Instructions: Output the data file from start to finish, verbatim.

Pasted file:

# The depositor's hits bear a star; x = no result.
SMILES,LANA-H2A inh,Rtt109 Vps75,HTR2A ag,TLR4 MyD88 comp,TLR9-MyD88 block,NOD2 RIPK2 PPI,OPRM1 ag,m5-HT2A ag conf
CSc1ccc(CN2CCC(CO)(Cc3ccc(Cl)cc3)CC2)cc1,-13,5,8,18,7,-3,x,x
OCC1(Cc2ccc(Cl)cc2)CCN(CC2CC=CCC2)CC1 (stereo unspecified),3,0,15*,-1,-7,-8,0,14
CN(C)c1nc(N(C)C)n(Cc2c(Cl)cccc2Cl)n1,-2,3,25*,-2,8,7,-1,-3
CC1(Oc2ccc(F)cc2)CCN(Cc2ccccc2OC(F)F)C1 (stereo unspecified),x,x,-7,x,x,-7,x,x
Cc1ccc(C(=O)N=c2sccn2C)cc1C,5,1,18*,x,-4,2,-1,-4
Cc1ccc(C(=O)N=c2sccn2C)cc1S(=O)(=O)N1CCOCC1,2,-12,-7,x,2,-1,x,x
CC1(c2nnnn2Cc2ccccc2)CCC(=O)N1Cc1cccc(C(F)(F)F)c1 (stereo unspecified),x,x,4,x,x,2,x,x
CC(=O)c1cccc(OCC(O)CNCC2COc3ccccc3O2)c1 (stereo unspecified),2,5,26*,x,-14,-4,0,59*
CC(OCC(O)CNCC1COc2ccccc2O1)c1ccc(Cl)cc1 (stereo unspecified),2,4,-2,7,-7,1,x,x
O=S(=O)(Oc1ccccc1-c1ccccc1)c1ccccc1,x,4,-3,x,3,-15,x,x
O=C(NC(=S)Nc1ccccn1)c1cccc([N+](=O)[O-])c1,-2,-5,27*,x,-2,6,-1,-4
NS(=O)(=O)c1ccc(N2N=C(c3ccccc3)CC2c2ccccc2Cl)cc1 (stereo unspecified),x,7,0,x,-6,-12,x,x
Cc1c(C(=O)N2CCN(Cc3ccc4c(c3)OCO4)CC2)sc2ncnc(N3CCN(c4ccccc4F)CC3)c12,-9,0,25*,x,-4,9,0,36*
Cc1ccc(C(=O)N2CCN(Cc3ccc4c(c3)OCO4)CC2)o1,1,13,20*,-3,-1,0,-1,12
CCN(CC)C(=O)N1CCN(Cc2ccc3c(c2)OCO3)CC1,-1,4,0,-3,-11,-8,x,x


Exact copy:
# The depositor's hits bear a star; x = no result.
SMILES,LANA-H2A inh,Rtt109 Vps75,HTR2A ag,TLR4 MyD88 comp,TLR9-MyD88 block,NOD2 RIPK2 PPI,OPRM1 ag,m5-HT2A ag conf
CSc1ccc(CN2CCC(CO)(Cc3ccc(Cl)cc3)CC2)cc1,-13,5,8,18,7,-3,x,x
OCC1(Cc2ccc(Cl)cc2)CCN(CC2CC=CCC2)CC1 (stereo unspecified),3,0,15*,-1,-7,-8,0,14
CN(C)c1nc(N(C)C)n(Cc2c(Cl)cccc2Cl)n1,-2,3,25*,-2,8,7,-1,-3
CC1(Oc2ccc(F)cc2)CCN(Cc2ccccc2OC(F)F)C1 (stereo unspecified),x,x,-7,x,x,-7,x,x
Cc1ccc(C(=O)N=c2sccn2C)cc1C,5,1,18*,x,-4,2,-1,-4
Cc1ccc(C(=O)N=c2sccn2C)cc1S(=O)(=O)N1CCOCC1,2,-12,-7,x,2,-1,x,x
CC1(c2nnnn2Cc2ccccc2)CCC(=O)N1Cc1cccc(C(F)(F)F)c1 (stereo unspecified),x,x,4,x,x,2,x,x
CC(=O)c1cccc(OCC(O)CNCC2COc3ccccc3O2)c1 (stereo unspecified),2,5,26*,x,-14,-4,0,59*
CC(OCC(O)CNCC1COc2ccccc2O1)c1ccc(Cl)cc1 (stereo unspecified),2,4,-2,7,-7,1,x,x
O=S(=O)(Oc1ccccc1-c1ccccc1)c1ccccc1,x,4,-3,x,3,-15,x,x
O=C(NC(=S)Nc1ccccn1)c1cccc([N+](=O)[O-])c1,-2,-5,27*,x,-2,6,-1,-4
NS(=O)(=O)c1ccc(N2N=C(c3ccccc3)CC2c2ccccc2Cl)cc1 (stereo unspecified),x,7,0,x,-6,-12,x,x
Cc1c(C(=O)N2CCN(Cc3ccc4c(c3)OCO4)CC2)sc2ncnc(N3CCN(c4ccccc4F)CC3)c12,-9,0,25*,x,-4,9,0,36*
Cc1ccc(C(=O)N2CCN(Cc3ccc4c(c3)OCO4)CC2)o1,1,13,20*,-3,-1,0,-1,12
CCN(CC)C(=O)N1CCN(Cc2ccc3c(c2)OCO3)CC1,-1,4,0,-3,-11,-8,x,x